New words – 25 November 2019

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laughter club noun [C]
UK /ˈlɑːf.tə.klʌb/ US /ˈlæf.tɚ.klʌb/
an organization of people who meet regularly to laugh together as a form of therapy

It’s no joke. Laughter clubs exist all over the country. They’re run by “certified laughter leaders” – often psychologists, therapists, and psychiatrists – who are trained in the healing benefits of laughter. These workshops can help you connect with others as you get in a good laugh.
[www.rd.com/health/wellness, no date]

entertrainment noun [U]
UK /en.təˈtreɪn.mənt/ US /en.t̬ɚˈtreɪn.mənt/
fitness classes that combine exercise with entertainment, designed to make exercise more fun

So, how do we navigate this confusing world of entertrainment? How to sort off the marketing gimmicks from the genuinely useful concepts? Firstly, it’s worth repeating Beverley’s line: movement is good for you, and if fun, faddy classes help get you working out, then that’s probably a good thing. Don’t beat yourself up about loving entertrainment if it works for you.
[www.telegraph.co.uk, 22 March 2019]

sober bar noun [C]
UK /ˈsəʊ.bə.bɑːʳ/ US /ˈsəʊ.bə.bɑːr/
a bar where no alcoholic drinks are served

Many of the wave of sober bars are new, and it remains to be seen whether they will continue to proliferate and thrive. In Auckland in 2015, an alcohol-free bar shut down after just five weeks. But there’s no doubt that interest in non-alcoholic adult beverages is increasing across the beverage industry, and that’s unlikely to stop soon.
[bbc.com/worklife, 19 July 2019]

About new words

6 thoughts on “New words – 25 November 2019

  1. lyz

    Woww

    On Mon 25 Nov, 2019, 11:31 AM About Words – Cambridge Dictionaries Online blog, wrote:

    > Cambridge Words posted: ” laughter club noun [C] UK /ˈlɑːf.tə.klʌb/ US > /ˈlæf.tɚ.klʌb/ an organization of people who meet regularly to laugh > together as a form of therapy It’s no joke. Laughter clubs exist all over > the country. They’re run by “certified laughter leaders” – o” >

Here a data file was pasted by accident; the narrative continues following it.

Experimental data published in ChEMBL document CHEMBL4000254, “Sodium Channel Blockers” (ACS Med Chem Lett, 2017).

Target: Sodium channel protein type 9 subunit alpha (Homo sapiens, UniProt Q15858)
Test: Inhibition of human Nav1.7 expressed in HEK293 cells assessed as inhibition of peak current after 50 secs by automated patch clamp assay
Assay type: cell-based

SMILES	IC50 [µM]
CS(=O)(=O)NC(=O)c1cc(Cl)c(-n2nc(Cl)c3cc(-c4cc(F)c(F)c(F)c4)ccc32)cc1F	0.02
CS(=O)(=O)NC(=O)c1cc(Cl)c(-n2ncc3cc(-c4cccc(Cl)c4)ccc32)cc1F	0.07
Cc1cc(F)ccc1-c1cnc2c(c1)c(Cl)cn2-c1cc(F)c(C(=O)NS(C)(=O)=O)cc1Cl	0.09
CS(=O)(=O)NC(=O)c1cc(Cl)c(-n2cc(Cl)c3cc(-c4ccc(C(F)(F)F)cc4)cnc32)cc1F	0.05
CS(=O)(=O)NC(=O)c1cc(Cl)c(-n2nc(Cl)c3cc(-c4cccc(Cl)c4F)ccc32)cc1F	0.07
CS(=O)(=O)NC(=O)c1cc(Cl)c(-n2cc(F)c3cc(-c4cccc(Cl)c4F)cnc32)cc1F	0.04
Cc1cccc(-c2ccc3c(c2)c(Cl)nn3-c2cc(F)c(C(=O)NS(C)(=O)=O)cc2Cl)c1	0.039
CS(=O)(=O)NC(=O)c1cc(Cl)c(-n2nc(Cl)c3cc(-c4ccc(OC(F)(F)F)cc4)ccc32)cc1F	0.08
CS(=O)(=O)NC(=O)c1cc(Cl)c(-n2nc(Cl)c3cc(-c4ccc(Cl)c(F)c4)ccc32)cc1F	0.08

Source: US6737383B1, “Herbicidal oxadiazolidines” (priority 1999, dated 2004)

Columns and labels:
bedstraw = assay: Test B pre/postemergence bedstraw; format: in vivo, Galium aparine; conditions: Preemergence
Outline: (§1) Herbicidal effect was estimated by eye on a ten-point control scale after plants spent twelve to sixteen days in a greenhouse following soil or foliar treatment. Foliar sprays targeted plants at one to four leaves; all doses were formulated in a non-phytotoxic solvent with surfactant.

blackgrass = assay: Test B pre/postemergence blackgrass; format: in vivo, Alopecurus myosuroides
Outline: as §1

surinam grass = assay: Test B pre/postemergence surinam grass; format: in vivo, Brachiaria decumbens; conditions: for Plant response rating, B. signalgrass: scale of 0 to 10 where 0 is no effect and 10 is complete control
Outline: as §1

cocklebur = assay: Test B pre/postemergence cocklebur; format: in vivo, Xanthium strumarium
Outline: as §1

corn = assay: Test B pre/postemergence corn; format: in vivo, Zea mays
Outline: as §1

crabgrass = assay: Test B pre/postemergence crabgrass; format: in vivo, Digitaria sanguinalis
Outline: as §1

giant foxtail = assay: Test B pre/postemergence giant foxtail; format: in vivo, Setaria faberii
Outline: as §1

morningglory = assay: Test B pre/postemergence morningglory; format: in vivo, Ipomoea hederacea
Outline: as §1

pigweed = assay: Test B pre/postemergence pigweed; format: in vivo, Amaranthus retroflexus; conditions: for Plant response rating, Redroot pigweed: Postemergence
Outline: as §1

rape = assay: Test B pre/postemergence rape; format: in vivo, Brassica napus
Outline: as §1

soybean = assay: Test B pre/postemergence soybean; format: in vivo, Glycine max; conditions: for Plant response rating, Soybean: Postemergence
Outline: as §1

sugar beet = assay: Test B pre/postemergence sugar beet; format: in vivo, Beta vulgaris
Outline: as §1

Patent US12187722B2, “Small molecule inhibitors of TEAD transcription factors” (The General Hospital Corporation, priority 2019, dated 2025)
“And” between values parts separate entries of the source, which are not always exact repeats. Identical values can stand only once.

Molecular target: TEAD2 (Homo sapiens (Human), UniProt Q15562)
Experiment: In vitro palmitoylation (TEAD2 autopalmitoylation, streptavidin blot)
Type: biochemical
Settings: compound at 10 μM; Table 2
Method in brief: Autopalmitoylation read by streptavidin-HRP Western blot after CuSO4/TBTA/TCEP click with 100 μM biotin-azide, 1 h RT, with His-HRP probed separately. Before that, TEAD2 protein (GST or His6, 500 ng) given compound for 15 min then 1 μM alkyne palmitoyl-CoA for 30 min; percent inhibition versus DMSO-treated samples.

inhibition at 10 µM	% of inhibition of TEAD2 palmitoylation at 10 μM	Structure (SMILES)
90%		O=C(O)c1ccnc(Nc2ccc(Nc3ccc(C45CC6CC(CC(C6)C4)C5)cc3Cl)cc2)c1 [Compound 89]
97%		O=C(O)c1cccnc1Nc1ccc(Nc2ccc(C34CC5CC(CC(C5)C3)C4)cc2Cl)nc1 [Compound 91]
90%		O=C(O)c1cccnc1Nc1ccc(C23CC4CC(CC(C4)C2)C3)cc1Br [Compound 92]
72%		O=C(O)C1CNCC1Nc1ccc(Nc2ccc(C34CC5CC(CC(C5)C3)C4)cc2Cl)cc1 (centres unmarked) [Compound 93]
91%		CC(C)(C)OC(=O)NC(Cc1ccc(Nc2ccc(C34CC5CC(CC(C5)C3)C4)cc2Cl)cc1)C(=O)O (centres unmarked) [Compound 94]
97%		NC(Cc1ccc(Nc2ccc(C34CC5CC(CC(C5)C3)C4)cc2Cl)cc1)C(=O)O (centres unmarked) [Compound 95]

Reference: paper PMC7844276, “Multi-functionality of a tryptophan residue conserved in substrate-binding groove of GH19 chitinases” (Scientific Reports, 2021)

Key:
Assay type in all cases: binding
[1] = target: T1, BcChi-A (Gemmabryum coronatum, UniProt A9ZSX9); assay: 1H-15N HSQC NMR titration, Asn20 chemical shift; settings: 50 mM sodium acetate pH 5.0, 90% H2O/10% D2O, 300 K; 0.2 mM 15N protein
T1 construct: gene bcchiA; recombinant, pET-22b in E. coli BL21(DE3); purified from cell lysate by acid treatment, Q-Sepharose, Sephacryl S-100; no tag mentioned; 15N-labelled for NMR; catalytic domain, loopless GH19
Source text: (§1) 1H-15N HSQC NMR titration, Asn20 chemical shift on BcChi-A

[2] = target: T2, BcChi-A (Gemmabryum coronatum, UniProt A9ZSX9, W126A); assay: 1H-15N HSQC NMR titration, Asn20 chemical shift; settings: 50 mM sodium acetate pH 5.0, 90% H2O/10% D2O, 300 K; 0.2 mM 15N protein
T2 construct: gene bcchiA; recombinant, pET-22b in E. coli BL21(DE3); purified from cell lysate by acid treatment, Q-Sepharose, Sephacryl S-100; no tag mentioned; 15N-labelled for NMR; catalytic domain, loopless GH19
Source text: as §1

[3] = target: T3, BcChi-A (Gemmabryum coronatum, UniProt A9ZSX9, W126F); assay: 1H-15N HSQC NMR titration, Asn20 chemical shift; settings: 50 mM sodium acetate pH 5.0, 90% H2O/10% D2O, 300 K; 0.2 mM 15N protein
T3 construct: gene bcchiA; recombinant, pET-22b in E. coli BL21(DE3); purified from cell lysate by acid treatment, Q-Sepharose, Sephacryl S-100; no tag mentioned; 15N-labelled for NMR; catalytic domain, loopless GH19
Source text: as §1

2. Robert Richter

    Please make clear what is being defined. For example, it is “laughter club” – not “laughter” or “laughter club noun.” This may seem obvious, but a simple clarification would allow for immediate understanding. Also, what do all the > mean?

    A dictionary should be easy to understand.

  3. murina

    since this seem to be a very professional club that already exists, maybe it should be listed as a means of explaining the uniqueness of the club.

  4. In America we don’t have “certified laughter leaders.” We have “comedians.” They are not “psychologists, therapists, and psychiatrists,” professions which are often the butt of their jokes. An apt comparison might be to the difference between real beer and alcohol-free beer.

    Add it to the dictionary if you please, but be prepared for the inevitable and well deserved mockery.

  5. Jamil khan

    please publish more about css wording and other css related data ,it will help me for communication skills and brainstorming ,and also for essay topics . thanks

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